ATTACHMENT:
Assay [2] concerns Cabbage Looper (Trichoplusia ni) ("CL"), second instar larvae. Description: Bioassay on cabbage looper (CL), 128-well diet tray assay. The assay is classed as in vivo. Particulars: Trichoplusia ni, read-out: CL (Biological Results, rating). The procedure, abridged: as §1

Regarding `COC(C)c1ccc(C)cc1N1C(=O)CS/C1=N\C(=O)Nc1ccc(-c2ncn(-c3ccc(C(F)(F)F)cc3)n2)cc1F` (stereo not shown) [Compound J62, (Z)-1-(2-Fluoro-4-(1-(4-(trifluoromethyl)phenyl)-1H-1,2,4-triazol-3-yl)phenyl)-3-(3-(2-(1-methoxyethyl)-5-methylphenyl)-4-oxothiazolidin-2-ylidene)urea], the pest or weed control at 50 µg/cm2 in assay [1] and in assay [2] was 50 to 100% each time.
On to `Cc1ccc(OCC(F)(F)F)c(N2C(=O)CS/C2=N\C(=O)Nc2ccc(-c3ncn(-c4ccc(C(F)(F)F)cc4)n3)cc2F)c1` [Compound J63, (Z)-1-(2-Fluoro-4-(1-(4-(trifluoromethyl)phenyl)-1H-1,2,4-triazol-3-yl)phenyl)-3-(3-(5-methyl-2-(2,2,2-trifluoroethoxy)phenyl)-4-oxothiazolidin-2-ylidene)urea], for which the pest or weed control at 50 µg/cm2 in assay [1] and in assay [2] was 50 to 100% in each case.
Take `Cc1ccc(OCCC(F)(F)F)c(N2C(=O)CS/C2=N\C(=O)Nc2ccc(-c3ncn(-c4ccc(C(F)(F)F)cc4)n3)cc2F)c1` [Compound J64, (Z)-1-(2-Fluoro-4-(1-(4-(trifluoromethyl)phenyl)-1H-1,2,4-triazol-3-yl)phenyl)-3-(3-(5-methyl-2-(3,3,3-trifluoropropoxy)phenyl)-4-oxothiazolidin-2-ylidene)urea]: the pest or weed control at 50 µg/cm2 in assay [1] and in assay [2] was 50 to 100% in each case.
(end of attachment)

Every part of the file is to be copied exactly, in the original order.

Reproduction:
Assay [2] concerns Cabbage Looper (Trichoplusia ni) ("CL"), second instar larvae. Description: Bioassay on cabbage looper (CL), 128-well diet tray assay. The assay is classed as in vivo. Particulars: Trichoplusia ni, read-out: CL (Biological Results, rating). The procedure, abridged: as §1

Regarding `COC(C)c1ccc(C)cc1N1C(=O)CS/C1=N\C(=O)Nc1ccc(-c2ncn(-c3ccc(C(F)(F)F)cc3)n2)cc1F` (stereo not shown) [Compound J62, (Z)-1-(2-Fluoro-4-(1-(4-(trifluoromethyl)phenyl)-1H-1,2,4-triazol-3-yl)phenyl)-3-(3-(2-(1-methoxyethyl)-5-methylphenyl)-4-oxothiazolidin-2-ylidene)urea], the pest or weed control at 50 µg/cm2 in assay [1] and in assay [2] was 50 to 100% each time.
On to `Cc1ccc(OCC(F)(F)F)c(N2C(=O)CS/C2=N\C(=O)Nc2ccc(-c3ncn(-c4ccc(C(F)(F)F)cc4)n3)cc2F)c1` [Compound J63, (Z)-1-(2-Fluoro-4-(1-(4-(trifluoromethyl)phenyl)-1H-1,2,4-triazol-3-yl)phenyl)-3-(3-(5-methyl-2-(2,2,2-trifluoroethoxy)phenyl)-4-oxothiazolidin-2-ylidene)urea], for which the pest or weed control at 50 µg/cm2 in assay [1] and in assay [2] was 50 to 100% in each case.
Take `Cc1ccc(OCCC(F)(F)F)c(N2C(=O)CS/C2=N\C(=O)Nc2ccc(-c3ncn(-c4ccc(C(F)(F)F)cc4)n3)cc2F)c1` [Compound J64, (Z)-1-(2-Fluoro-4-(1-(4-(trifluoromethyl)phenyl)-1H-1,2,4-triazol-3-yl)phenyl)-3-(3-(5-methyl-2-(3,3,3-trifluoropropoxy)phenyl)-4-oxothiazolidin-2-ylidene)urea]: the pest or weed control at 50 µg/cm2 in assay [1] and in assay [2] was 50 to 100% in each case.